Viral vectors are used to restore human health

U.S. scientists have reported a way to make artificial virus-like vectors that can enter human cells to perform specific tasks, such as gene editing. This high-volume, customizable nanomaterial could hold promise for future subjects in gene therapy and customized medicine. The study was recently published in Nature Communications.

Viruses are highly efficient biological “machines” capable of rapidly replicating and assembling offspring. Natural human viruses such as lentiviruses have previously been engineered to deliver therapeutic DNA or RNA in animals, but their delivery capacity is limited and there are some safety concerns. Making viral mechanisms available to humans by creating artificial viral vectors programmed with therapeutic molecules can lead to beneficial repairs and help restore human health.

Venigalla Rao of the Catholic University in Washington, D.C., and colleagues devised a way to create artificial viral vectors (AVVs) from a class of viruses called T4 phages that infect bacteria. These AVVs have a large internal capacity and a large outer surface that programs and delivers therapeutic biomolecules. In a proof-of-concept experiment, the authors generated AVVs containing proteins and nucleic acids to demonstrate their use in genome modification. In the lab, the platform successfully delivers full-length dystrophin genes to human cells and performs various molecular manipulations to engineer the human genome. In addition, AVVs are inexpensive when produced in large quantities, and these nanomaterials can remain stable for months.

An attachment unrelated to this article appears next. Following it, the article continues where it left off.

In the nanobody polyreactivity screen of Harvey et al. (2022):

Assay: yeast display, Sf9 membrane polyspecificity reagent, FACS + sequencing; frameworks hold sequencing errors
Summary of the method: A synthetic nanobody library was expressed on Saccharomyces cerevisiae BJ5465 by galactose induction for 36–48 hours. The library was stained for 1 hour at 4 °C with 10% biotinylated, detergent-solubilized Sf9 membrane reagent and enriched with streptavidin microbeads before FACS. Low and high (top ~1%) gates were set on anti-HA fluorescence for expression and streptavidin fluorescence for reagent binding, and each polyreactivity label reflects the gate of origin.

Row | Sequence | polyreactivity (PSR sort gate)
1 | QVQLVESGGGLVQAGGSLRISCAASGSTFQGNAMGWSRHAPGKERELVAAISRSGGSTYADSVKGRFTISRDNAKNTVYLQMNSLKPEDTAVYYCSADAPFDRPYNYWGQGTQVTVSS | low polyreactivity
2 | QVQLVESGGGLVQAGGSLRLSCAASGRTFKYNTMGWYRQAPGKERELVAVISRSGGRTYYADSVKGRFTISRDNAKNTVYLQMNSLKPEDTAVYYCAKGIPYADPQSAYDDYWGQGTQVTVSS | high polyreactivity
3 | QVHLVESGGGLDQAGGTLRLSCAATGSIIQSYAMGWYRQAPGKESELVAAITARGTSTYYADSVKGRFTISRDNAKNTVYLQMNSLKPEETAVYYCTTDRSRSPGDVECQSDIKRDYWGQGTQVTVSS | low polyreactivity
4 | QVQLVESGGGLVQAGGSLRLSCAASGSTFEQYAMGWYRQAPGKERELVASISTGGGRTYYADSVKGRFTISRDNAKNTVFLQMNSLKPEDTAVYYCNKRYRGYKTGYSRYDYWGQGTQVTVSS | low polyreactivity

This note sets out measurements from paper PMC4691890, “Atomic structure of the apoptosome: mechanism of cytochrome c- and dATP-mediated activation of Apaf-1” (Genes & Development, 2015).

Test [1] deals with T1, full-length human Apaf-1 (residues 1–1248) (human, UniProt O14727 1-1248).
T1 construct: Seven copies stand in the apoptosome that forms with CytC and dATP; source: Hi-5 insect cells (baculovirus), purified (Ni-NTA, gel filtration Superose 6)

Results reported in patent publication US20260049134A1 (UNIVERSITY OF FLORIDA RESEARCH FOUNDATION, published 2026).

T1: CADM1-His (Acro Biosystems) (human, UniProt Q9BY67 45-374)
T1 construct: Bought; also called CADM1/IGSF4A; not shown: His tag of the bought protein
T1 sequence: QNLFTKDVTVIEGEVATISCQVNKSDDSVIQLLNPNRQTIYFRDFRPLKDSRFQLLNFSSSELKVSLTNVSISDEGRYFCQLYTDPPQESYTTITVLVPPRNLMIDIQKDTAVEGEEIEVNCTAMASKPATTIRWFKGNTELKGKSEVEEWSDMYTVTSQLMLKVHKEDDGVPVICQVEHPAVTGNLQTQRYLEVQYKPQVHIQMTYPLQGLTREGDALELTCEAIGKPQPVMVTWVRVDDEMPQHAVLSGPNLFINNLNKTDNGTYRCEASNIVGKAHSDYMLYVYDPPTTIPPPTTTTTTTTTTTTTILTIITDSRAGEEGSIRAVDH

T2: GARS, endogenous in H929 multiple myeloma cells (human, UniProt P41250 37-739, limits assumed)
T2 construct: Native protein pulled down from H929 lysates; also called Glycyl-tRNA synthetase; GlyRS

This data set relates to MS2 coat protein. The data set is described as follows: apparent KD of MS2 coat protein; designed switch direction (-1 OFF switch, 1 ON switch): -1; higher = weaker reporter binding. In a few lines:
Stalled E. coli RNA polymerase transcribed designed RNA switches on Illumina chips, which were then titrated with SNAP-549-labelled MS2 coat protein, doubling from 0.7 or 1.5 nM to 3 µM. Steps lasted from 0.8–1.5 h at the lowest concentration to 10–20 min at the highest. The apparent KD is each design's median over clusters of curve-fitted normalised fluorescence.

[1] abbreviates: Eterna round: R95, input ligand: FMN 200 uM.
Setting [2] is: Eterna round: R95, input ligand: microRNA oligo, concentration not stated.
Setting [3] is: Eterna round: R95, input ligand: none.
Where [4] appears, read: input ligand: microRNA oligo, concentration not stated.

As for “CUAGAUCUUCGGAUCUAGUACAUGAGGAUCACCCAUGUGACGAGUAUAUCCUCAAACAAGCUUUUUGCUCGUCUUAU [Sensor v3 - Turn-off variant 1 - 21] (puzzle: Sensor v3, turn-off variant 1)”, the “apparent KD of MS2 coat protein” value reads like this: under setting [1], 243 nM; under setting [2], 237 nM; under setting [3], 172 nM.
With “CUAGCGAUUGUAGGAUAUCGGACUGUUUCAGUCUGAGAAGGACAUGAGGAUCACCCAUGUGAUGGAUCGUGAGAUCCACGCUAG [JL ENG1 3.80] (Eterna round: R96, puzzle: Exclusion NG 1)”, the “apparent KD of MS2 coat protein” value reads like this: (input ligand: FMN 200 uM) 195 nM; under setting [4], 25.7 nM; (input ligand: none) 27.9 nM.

The authors conclude that although further work is needed to assess safety, this approach has shown future promise for the clinical treatment of human and rare diseases. (Source: Feng Weiwei, China Science News)


Structural features of a 120 x 86 nm phage T4 shell with near-atomic resolution (frontal view on the left; The image on the right shows a cross-sectional view of the empty interior). Image courtesy of Venigalla B. Rao

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